Hughes found guilty of first-degree murder
ONLINE EXTRA: Jason Shane Plaster’s daughters wrote letters that were presented by the prosecution in court Thursday. The victim impact statements include a one-page letter from one daughter and a three-page letter from the other daughter.
BY KEITH EPPS / THE FREE LANCE–STAR
A Stafford County jury Thursday convicted William Hughes of first-degree murder and recommended that he serve 27 years in prison.
The jury decision came early on the fourth day of Hughes’ trial in Stafford Circuit Court.
Hughes, 45, will be formally sentenced by Judge Michael Levy on Oct. 1.
Hughes was one of three people involved in the July 2007 slaying of 31-year-old Jason Shane Plaster, whose remains were dug up last March at 881 Belle Plains Road in southern Stafford. The multi-acre tract near Potomac Creek belongs to one of the codefendants in the case, Dennis Paul Benzie.
Police began digging for Plaster after Benzie told Stafford Detective Sgt. Chris Cameron about the 2007 slaying. Benzie, who had just been arrested on drug and firearms charges at the time of his confession, testified against Hughes, as did the other codefendant, Stuart Lee Sullivan.
Sullivan has pleaded guilty to second-degree murder and will be sentenced on Sept. 25.
Benzie got a deal in which he will not be charged with murder, though he is still facing drug charges.
Before deliberating Hughes’ sentence Thursday, jurors heard emotional letters from Plaster’s daughters, who are now between the ages of 10 and 13. A number of people in the courtroom cried as details about how Plaster’s slaying affected his family were read aloud.
One child wrote about how Plaster’s three children ended up in foster care because their mother couldn’t take care of them without Plaster’s help. She said they were abused by a relative they were living with before ending up in different foster-care homes.
They said it was especially devastating to learn that Hughes, a man they referred to a “Uncle Bill,” was his killer.
“No, my father wasn’t a perfect man, but our love for him was perfect,” one child wrote to Hughes. “You set off a chain reaction of misery for my family.”
The other wrote that the sisters went through four years of abuse before one of them jumped from a balcony and broke her leg in an effort to get attention from a neighbor. The neighbor called police and the girls were removed from the home.
“You destroyed my family. You destroyed my life ….” she wrote. “I hate you!“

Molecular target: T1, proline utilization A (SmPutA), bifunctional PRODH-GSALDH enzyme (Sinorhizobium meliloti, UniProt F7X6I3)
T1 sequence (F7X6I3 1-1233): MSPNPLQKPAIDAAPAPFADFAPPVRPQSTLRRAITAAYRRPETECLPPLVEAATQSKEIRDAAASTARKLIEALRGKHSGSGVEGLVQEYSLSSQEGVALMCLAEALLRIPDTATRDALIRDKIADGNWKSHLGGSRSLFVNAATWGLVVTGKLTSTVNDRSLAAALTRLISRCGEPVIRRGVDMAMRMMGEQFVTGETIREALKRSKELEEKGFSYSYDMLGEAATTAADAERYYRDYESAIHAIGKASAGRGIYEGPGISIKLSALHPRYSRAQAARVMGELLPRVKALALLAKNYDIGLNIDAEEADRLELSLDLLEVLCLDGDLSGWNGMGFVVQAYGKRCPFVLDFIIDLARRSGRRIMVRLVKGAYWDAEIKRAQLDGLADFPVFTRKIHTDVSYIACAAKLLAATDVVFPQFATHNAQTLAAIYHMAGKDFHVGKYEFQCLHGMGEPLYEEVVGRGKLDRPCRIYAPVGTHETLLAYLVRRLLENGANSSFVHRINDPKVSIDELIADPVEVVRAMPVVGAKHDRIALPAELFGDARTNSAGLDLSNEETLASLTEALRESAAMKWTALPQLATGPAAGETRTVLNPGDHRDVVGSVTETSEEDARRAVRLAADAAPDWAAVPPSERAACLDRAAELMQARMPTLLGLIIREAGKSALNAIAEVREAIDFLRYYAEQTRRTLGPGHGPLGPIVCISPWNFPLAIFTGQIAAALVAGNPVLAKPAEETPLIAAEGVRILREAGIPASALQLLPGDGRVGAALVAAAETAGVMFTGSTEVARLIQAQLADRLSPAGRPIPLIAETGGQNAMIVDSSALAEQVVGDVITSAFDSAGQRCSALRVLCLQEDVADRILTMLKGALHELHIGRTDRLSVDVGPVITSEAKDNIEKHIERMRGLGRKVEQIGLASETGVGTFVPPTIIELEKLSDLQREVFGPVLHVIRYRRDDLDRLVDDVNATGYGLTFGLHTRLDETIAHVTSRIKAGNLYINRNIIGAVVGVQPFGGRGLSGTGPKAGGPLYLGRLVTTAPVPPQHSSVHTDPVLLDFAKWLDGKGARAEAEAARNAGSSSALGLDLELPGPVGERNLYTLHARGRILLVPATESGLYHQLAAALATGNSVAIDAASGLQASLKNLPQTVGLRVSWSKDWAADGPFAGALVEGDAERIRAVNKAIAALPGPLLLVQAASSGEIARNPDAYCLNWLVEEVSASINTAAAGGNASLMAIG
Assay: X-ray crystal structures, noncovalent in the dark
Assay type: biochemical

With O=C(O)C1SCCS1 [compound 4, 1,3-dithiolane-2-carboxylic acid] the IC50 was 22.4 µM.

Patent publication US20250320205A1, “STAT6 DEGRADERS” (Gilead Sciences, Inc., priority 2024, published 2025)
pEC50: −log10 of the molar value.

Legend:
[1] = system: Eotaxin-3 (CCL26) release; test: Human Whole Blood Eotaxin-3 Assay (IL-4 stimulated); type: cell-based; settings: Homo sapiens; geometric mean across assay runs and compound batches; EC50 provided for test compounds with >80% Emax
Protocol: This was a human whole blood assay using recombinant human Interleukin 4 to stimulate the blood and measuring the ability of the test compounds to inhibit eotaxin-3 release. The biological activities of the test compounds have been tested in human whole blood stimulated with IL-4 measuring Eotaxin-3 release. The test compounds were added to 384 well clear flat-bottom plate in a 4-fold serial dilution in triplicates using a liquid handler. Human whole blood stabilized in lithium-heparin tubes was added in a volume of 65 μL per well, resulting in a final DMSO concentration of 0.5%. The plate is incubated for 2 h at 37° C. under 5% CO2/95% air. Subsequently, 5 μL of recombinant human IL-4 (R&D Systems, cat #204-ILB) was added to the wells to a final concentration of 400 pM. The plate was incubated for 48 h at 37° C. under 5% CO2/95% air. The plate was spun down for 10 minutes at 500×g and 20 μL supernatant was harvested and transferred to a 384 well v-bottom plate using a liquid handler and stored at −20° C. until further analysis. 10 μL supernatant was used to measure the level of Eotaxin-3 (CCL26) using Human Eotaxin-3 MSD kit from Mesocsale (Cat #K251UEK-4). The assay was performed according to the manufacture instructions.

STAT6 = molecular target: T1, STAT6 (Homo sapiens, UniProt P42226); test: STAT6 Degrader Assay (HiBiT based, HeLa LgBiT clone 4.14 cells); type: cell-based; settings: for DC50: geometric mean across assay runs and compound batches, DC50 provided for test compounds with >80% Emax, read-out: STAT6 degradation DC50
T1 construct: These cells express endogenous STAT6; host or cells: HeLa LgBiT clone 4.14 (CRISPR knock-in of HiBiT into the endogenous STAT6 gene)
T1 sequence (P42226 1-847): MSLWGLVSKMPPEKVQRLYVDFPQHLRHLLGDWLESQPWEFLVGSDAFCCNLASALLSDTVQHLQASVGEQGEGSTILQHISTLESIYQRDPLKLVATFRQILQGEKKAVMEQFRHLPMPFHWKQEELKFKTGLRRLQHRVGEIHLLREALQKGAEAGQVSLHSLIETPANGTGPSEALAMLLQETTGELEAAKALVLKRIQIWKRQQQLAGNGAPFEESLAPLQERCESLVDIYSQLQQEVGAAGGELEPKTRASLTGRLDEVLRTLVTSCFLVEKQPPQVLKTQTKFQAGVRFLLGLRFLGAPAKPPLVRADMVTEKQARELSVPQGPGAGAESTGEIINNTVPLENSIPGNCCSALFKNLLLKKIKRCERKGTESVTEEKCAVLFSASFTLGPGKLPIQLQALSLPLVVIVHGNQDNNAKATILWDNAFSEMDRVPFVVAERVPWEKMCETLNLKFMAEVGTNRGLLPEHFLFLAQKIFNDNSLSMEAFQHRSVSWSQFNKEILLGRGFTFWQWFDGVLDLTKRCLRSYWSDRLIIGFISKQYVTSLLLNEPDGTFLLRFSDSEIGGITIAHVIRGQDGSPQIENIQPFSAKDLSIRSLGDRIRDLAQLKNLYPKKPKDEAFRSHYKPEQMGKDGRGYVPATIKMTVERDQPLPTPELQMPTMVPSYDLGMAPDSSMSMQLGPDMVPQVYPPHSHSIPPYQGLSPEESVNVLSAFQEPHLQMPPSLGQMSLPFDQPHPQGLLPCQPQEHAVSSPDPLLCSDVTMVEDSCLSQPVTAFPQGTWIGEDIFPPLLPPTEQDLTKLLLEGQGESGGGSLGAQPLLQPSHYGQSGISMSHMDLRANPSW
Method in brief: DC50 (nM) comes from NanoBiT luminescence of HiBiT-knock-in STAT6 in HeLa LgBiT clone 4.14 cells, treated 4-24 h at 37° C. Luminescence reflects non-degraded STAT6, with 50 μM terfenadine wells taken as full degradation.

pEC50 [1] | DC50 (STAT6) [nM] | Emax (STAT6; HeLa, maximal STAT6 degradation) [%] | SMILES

One daughter suggested that Hughes seek forgiveness from God because she didn’t know if she could forgive him.
Benzie and Sullivan testified that Hughes shot Plaster with a Derringer and Sullivan followed with several shots from his 9mm gun. A 9mm round was in the back of Plaster’s skull when it was recovered.
Both men said Hughes told them that he was upset with Plaster because he had exposed himself to Hughes’ wife and tried to have sex with his daughter.
There were some significant variances in the two men’s stories. For example, Benzie claimed that he, Sullivan and Hughes had plotted to lure Plaster into the woods under the pretense of digging up some buried firearms.
Sullivan claimed he knew nothing of the murder plot until Hughes fired the initial shot. He said he fired because Hughes told him to and he feared repercussions to himself and his family if he didn’t. Hughes’ motorcycle gang connections were referred to a number of times during the trial.
Hughes acknowledged being the president of the Prince William chapter of the Warlock Motorcycle Club.
Hughes testified that he had no involvement in Plaster’s death and had no idea why Benzie and Sullivan—two men he considered friends—would say that he did.
Defense attorney Chris Feldmann pointed out the inconsistencies in the primary witnesses’ stories and said there was considerable reasonable doubt.
Prosecutors Lori DiGiosia and Ed Lustig disagreed, saying there was no reason for either witness to falsely implicate Hughes.
“The only reason that they would say that Bill Hughes was there that day was because he was,” DiGiosia said. “It was his plan to kill Jason Plaster, and he carried it out.”
Keith Epps: 540/374-5404